The companies said the current economic climate compelled them to call off the deal for now, but they left the door open for joining forces in the future. ICO and Teledesic had been working to create a satellite-based telephone system that can work worldwide.
"To maintain maximum flexibility in this market, it is prudent to keep ICO and Teledesic independent as the needs for satellite services continue to evolve in the changing international landscape," Craig McCaw, the chairman and co-CEO of Teledesic, said in a press release.
The merger plans have been in the works for more than a year. McCaw led a group of investors in bailing out ICO after it filed for bankruptcy in August 1999, just weeks after fellow satellite-communications provider Iridium went into bankruptcy. ICO, which received a $1.2 billion infusion from the investors, reemerged as a company called New ICO.
McCaw formed a holding company, ICO Global Limited, and arranged to have New ICO and Teledesic become wholly owned subsidiaries. McCaw gained voting control of the two companies through stock ownership and agreements with other investors.
While Monday's announcement effectively ends plans to wrap Teledesic into ICO Global Limited, McCaw said he still plans to merge New ICO into the holding company, a deal that must win ICO Global shareholder approval.
Other investors in Teledesic include Motorola, Microsoft Chairman Bill Gates and Saudi Prince Alwaleed Bin Talal. But analysts question if the investors will keep funding a venture that may take years to pay off, if ever.
"At every turn Teledesic has hit a stone wall, and it makes you wonder at what point will the plug be pulled," said Michael Goodman, a senior analyst at The Yankee Group.
ICO spokesman Roger Nyhus said the decision was also affected by the companies' different needs, including their different technologies, timetables and funding requirements: "The two companies must succeed on their own merits," he said Monday.
The development comes during tough times for communications-satellite providers. Financial troubles at Globalstar Telecommunications and Iridium over the past few years have driven many investors from funding expensive satellite networks.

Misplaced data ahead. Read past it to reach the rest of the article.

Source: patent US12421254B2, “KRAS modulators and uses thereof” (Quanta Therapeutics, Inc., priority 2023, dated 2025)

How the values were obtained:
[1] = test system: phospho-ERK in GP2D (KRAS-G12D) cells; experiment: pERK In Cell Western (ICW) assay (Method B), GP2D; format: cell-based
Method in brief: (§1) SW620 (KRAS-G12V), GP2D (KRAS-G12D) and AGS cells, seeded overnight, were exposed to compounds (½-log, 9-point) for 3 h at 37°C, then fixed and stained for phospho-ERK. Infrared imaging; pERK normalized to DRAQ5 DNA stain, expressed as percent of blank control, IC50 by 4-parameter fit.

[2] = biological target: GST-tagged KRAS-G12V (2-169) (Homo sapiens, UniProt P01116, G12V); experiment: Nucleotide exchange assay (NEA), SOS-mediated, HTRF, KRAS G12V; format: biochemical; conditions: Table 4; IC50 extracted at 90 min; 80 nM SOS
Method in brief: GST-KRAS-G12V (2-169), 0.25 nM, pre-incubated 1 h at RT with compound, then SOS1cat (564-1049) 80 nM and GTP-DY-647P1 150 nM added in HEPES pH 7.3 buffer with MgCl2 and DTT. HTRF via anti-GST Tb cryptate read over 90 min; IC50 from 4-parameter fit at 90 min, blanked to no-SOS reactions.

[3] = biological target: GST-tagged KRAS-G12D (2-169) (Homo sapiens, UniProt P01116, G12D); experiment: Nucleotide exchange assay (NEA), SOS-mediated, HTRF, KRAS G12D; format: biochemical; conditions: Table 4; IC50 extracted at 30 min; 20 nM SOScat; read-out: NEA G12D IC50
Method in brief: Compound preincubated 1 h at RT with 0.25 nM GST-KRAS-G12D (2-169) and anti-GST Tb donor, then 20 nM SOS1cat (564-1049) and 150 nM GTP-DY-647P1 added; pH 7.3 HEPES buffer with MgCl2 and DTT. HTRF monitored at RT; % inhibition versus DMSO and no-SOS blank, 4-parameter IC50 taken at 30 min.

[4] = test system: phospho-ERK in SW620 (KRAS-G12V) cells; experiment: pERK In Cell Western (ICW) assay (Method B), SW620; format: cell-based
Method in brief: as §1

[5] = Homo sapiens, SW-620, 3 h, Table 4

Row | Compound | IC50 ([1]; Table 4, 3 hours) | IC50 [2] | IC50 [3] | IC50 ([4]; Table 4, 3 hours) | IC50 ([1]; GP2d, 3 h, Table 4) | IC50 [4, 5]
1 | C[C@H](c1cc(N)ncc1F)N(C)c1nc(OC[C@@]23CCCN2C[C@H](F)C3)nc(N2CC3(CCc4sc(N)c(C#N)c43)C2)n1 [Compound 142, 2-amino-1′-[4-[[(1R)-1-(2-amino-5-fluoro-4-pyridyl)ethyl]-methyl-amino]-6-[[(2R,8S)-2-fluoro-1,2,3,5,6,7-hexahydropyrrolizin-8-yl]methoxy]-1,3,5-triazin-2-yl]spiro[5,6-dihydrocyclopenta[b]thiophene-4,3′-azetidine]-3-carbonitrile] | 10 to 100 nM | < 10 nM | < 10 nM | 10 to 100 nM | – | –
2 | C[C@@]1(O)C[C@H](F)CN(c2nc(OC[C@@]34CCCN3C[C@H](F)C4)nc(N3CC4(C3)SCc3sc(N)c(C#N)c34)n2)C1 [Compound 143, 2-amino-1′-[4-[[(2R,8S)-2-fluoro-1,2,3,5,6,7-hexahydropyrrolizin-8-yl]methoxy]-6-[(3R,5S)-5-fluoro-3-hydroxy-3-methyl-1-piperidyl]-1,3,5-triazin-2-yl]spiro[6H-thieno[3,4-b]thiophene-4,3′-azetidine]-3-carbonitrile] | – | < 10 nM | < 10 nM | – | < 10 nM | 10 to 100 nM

"There's not a lot of appetite for risk in these markets right now," said satellite analyst David Kestenbaum of ABN AMRO. "The markets are definitely still suffering from the Iridium-Globalstar fallout, and also from the fact that the capital markets have not performed in over a year."
ICO is working on providing medium-speed voice and data service through a satellite network that users can access through mobile devices like cell phones or handheld computers. Teledesic aims to install a high-speed broadband satellite service that must be accessed with stationary equipment.
ICO already has most of its satellites built and plans to have its network operating in 2003, while Teledesic is still in talks to build its satellites and aims to launch its service in 2005.
Gartner Dataquest estimates that by 2005, 50 percent of U.S. households will have a high-speed broadband connection, which will compete with the kind of service Teledesic plans to offer.
Satellite providers are "going to have to be very targeted," said Gartner analyst Patti Reali. "In markets where there's a lot of wire-line infrastructure, satellite is at best a niche market that will fill in the blanks where cable and DSL do not reach, at least in residential markets."
Reali also points out that the companies will face plenty of competition from providers like CyberStar, StarBand Communications, and Spaceway. However, satellite companies may find room for growth in markets like Asia, which have less wire-line infrastructure than North America but a healthy demand for telecommunications services.